Runner’s knee

Runner’s knee


Pain at the front of the knee is an extremely common problem for runners, whether you’re a seasoned marathon veteran or a 2km novice. You are not alone!

Anterior knee pain (pain at the front of the knee) can affect anyone. It is, however, more common in runners, and people who play sports that involve running. I wish I could tell you that you need to do ‘this stretch’, lift ‘those weights’ and use ‘that’ foam roller, but whilst these may be valid, they simply won’t address the root-cause of the issue … particularly if they have been prescribed without any assessment. In fact, they could make things worse!


There is a multitude of factors that can culminate in the development of anterior knee pain. Often, it is not realised just how complex this injury can be. Attempting to explain all of these would have you stood or sat where you are for a number of hours, so I am going to stick to the basics for the time-being, and hope that you can relate some of what I say, to your injury.


What (you’re thinking)?! Well, it’s true – maths may have the answer. There is an angle in the body called The ‘Q Angle’, and this has been proved to play a huge role in the development of this condition. A picture is worth a thousand words, so let me show you. The figures shown are only rough guides, so don’t take them as gospel, but it really is as simple as that; the angle shown changes everything! We all come in different shapes and sizes, and these subtle variances could be working against you and your running. But that doesn’t mean you have to stop exercising! It’s if this angle is increased that you need to start considering it as a cause. It will change the line of force that your quads pull through your knee, and therefore the ‘tracking’ of your patella (knee cap) over your knee joint – more to come on this later, but for now, read on.


Figure 1 Illustration of the Q Angle


The shape of the bones in your knee could also play a huge part in how your patella sits over your knee and, therefore, how your knee functions. There are ways that your Osteopath can screen for these anatomical variations. However, the single best way to view this is via the affectionately termed ‘skyline’ view X-ray. The end of your femur (thigh bone) can also vary in its shape, particularly the part over which the patella sits. Having said all of this, provided you don’t feel as though your patella is unstable and shifting side-to-side on your knee, this isn’t necessarily the answer … the plot thickens!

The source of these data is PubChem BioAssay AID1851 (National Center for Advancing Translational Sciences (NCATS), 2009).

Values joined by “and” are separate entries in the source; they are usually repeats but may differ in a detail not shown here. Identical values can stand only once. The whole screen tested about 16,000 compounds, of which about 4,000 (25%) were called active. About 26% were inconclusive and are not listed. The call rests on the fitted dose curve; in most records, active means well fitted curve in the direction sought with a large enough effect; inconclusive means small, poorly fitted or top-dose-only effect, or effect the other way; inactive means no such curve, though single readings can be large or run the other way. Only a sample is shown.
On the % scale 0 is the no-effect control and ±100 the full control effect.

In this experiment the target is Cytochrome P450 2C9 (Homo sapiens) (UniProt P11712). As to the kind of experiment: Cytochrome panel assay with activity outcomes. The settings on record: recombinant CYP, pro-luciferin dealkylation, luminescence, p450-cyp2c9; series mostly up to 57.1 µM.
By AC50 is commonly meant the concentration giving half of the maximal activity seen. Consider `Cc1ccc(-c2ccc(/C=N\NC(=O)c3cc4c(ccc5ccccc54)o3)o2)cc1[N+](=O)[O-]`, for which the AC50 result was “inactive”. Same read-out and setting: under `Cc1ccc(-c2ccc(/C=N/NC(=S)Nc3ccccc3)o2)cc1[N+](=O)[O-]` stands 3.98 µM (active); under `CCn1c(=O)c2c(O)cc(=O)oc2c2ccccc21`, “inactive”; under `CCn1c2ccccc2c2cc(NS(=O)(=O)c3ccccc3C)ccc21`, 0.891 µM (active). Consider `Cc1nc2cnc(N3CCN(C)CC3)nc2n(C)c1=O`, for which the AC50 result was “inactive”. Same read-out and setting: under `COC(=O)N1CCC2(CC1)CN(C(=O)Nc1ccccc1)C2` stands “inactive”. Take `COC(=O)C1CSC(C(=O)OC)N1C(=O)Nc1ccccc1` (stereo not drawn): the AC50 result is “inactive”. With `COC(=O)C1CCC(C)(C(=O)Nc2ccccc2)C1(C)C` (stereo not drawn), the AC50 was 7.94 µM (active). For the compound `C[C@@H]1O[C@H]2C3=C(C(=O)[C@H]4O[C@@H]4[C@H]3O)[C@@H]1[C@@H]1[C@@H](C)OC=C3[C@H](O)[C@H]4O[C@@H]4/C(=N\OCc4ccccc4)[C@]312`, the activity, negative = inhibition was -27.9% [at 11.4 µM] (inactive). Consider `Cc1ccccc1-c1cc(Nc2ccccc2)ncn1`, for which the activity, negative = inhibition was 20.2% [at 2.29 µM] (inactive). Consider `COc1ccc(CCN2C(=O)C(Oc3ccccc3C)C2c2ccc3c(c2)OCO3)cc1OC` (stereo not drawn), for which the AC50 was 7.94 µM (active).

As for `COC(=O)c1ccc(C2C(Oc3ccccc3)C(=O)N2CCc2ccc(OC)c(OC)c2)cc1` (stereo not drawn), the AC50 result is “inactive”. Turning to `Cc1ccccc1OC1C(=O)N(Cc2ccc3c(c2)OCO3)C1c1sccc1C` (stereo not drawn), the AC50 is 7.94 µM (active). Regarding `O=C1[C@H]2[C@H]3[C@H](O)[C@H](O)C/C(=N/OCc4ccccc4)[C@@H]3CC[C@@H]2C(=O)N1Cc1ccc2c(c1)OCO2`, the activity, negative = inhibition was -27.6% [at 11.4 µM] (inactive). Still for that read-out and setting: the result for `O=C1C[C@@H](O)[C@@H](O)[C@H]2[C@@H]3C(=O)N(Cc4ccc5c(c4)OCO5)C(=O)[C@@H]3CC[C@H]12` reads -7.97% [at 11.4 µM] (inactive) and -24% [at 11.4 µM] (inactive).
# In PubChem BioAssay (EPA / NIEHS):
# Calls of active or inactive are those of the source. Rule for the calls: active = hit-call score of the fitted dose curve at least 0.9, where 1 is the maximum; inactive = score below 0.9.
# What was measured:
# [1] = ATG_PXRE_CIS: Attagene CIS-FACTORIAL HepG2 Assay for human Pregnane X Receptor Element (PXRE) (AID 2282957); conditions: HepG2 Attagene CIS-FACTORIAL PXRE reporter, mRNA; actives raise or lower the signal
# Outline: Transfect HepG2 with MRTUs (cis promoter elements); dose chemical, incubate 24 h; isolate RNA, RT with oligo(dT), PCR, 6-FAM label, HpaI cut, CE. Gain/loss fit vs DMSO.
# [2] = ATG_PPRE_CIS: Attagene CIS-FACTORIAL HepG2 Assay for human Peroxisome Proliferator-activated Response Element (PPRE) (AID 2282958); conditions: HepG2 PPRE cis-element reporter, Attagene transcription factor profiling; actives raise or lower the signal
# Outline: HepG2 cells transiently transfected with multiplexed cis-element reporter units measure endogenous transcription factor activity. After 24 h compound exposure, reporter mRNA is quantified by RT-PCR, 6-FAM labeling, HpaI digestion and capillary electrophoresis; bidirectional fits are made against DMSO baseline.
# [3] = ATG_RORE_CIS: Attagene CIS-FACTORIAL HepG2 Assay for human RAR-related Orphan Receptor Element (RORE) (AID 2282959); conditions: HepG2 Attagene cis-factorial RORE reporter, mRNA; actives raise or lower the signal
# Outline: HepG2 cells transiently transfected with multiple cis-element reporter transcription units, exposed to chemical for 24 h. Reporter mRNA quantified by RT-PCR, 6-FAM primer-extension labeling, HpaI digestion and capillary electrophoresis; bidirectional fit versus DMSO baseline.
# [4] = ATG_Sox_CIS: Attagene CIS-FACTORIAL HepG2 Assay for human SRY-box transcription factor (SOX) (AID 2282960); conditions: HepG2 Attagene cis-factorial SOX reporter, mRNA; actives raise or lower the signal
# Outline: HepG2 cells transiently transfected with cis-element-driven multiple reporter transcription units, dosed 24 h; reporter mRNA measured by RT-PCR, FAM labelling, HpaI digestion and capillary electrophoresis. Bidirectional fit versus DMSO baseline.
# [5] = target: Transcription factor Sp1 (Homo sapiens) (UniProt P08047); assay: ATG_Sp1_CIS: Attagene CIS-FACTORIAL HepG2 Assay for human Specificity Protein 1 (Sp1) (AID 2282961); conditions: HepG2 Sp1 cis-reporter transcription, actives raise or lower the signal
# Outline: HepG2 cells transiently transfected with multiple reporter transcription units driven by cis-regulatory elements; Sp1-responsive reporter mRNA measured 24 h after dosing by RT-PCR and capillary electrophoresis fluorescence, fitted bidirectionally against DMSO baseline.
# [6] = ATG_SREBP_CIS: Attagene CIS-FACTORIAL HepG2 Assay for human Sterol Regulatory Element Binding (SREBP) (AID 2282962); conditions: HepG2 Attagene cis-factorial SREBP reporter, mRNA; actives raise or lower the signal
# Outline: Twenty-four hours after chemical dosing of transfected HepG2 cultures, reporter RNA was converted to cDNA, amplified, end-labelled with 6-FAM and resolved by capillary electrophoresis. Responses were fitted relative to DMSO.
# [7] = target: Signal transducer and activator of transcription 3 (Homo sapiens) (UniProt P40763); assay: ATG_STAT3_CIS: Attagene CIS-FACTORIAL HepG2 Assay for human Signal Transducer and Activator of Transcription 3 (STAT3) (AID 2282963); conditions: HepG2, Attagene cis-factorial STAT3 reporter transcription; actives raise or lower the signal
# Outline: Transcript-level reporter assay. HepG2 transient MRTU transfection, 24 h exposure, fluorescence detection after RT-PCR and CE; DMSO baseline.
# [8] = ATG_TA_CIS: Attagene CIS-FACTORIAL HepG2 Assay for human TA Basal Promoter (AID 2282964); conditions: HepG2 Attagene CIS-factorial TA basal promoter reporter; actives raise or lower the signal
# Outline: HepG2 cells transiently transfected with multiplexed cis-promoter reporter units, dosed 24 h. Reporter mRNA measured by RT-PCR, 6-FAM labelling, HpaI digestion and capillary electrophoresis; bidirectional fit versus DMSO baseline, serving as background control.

Figure 2 Illustration of how the patella can sit over your knee


The last potential culprit is your soft tissues (muscles and ligaments). The patella is what is known as a ‘sesamoid’ bone; this means that it is engulfed by tendinous tissue, in this case, the quadriceps tendon. If there is imbalance in the quadriceps muscles, patella ‘mal-tracking’ may well be adding to your woes. To give you an idea of the forces sustained by your knee, studies have shown that when you land from a jump, a force of up to 6000 N (newtons) is placed through your knee joint. Imagine what it must be when you are sprinting! There are two main structures to be concerned with here. Firstly, the balance of strength and tension in your iliotibial band (ITB), vastus lateralis and vastus medialis (outer and inner quad muscles respectively) needs to be right. After all, they are holding the patella is place! Secondly, a ligament called the medial patellofemoral ligament (MPFL). This will restrict too much lateral (away from the midline of the body) movement of your patella and help keep it on the straight and narrow.


Remember, these are the basics – believe it or not! The single thickest bit of cartilage in your body is on the back of your patella. To avoid damaging it as much as possible, get your knee checked out if you are having problems! Whether you are running on the road around Moorgate, or at The City Point Club, Perfect Balance are here to help.

Author: Diego Bresciani

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